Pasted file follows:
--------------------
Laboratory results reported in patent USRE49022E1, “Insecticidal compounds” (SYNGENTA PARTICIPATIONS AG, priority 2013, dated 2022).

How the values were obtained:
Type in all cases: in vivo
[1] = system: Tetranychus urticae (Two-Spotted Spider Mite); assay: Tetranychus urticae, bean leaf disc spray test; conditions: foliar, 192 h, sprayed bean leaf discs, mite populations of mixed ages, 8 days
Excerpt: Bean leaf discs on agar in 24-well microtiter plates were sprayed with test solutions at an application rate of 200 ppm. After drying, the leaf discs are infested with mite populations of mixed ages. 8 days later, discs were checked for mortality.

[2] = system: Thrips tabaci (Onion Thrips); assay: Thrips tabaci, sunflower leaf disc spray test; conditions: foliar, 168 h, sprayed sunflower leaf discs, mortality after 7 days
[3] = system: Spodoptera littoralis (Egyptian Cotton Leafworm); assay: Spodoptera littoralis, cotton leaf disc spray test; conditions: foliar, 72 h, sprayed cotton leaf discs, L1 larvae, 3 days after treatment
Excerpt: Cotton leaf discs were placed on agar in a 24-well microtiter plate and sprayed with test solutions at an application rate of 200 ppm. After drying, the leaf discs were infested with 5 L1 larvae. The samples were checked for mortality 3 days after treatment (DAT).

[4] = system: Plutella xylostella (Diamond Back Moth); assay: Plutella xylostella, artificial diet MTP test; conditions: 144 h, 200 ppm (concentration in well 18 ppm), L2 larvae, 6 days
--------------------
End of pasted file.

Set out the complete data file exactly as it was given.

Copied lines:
Laboratory results reported in patent USRE49022E1, “Insecticidal compounds” (SYNGENTA PARTICIPATIONS AG, priority 2013, dated 2022).

How the values were obtained:
Type in all cases: in vivo
[1] = system: Tetranychus urticae (Two-Spotted Spider Mite); assay: Tetranychus urticae, bean leaf disc spray test; conditions: foliar, 192 h, sprayed bean leaf discs, mite populations of mixed ages, 8 days
Excerpt: Bean leaf discs on agar in 24-well microtiter plates were sprayed with test solutions at an application rate of 200 ppm. After drying, the leaf discs are infested with mite populations of mixed ages. 8 days later, discs were checked for mortality.

[2] = system: Thrips tabaci (Onion Thrips); assay: Thrips tabaci, sunflower leaf disc spray test; conditions: foliar, 168 h, sprayed sunflower leaf discs, mortality after 7 days
[3] = system: Spodoptera littoralis (Egyptian Cotton Leafworm); assay: Spodoptera littoralis, cotton leaf disc spray test; conditions: foliar, 72 h, sprayed cotton leaf discs, L1 larvae, 3 days after treatment
Excerpt: Cotton leaf discs were placed on agar in a 24-well microtiter plate and sprayed with test solutions at an application rate of 200 ppm. After drying, the leaf discs were infested with 5 L1 larvae. The samples were checked for mortality 3 days after treatment (DAT).

[4] = system: Plutella xylostella (Diamond Back Moth); assay: Plutella xylostella, artificial diet MTP test; conditions: 144 h, 200 ppm (concentration in well 18 ppm), L2 larvae, 6 days